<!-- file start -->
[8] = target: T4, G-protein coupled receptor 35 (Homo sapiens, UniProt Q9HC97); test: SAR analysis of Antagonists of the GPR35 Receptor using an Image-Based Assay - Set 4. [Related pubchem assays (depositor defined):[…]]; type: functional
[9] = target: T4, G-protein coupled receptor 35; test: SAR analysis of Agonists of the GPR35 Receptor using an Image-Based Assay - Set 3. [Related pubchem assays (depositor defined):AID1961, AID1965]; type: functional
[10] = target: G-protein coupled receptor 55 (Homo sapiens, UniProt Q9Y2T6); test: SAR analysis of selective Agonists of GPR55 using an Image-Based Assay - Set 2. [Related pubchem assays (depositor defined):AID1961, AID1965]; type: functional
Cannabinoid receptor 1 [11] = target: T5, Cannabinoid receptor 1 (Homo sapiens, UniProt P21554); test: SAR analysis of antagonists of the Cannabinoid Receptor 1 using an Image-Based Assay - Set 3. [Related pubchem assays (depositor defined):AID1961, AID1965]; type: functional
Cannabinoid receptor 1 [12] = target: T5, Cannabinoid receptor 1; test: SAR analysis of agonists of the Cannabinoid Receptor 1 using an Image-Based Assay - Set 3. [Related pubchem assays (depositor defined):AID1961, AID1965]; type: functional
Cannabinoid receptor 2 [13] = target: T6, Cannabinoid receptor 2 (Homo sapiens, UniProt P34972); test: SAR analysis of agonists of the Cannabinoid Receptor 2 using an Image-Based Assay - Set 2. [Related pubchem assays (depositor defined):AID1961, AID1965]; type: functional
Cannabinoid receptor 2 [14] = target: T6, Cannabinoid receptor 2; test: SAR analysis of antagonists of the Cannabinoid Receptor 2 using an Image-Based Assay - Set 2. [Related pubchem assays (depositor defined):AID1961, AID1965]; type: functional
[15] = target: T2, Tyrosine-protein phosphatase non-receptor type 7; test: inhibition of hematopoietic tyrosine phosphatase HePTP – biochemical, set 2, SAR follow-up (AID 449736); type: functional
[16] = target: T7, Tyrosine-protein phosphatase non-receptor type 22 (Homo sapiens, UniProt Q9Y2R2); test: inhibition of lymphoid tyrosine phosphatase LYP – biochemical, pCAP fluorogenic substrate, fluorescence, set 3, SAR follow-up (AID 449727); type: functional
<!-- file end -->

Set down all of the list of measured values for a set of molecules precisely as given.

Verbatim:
[8] = target: T4, G-protein coupled receptor 35 (Homo sapiens, UniProt Q9HC97); test: SAR analysis of Antagonists of the GPR35 Receptor using an Image-Based Assay - Set 4. [Related pubchem assays (depositor defined):[…]]; type: functional
[9] = target: T4, G-protein coupled receptor 35; test: SAR analysis of Agonists of the GPR35 Receptor using an Image-Based Assay - Set 3. [Related pubchem assays (depositor defined):AID1961, AID1965]; type: functional
[10] = target: G-protein coupled receptor 55 (Homo sapiens, UniProt Q9Y2T6); test: SAR analysis of selective Agonists of GPR55 using an Image-Based Assay - Set 2. [Related pubchem assays (depositor defined):AID1961, AID1965]; type: functional
Cannabinoid receptor 1 [11] = target: T5, Cannabinoid receptor 1 (Homo sapiens, UniProt P21554); test: SAR analysis of antagonists of the Cannabinoid Receptor 1 using an Image-Based Assay - Set 3. [Related pubchem assays (depositor defined):AID1961, AID1965]; type: functional
Cannabinoid receptor 1 [12] = target: T5, Cannabinoid receptor 1; test: SAR analysis of agonists of the Cannabinoid Receptor 1 using an Image-Based Assay - Set 3. [Related pubchem assays (depositor defined):AID1961, AID1965]; type: functional
Cannabinoid receptor 2 [13] = target: T6, Cannabinoid receptor 2 (Homo sapiens, UniProt P34972); test: SAR analysis of agonists of the Cannabinoid Receptor 2 using an Image-Based Assay - Set 2. [Related pubchem assays (depositor defined):AID1961, AID1965]; type: functional
Cannabinoid receptor 2 [14] = target: T6, Cannabinoid receptor 2; test: SAR analysis of antagonists of the Cannabinoid Receptor 2 using an Image-Based Assay - Set 2. [Related pubchem assays (depositor defined):AID1961, AID1965]; type: functional
[15] = target: T2, Tyrosine-protein phosphatase non-receptor type 7; test: inhibition of hematopoietic tyrosine phosphatase HePTP – biochemical, set 2, SAR follow-up (AID 449736); type: functional
[16] = target: T7, Tyrosine-protein phosphatase non-receptor type 22 (Homo sapiens, UniProt Q9Y2R2); test: inhibition of lymphoid tyrosine phosphatase LYP – biochemical, pCAP fluorogenic substrate, fluorescence, set 3, SAR follow-up (AID 449727); type: functional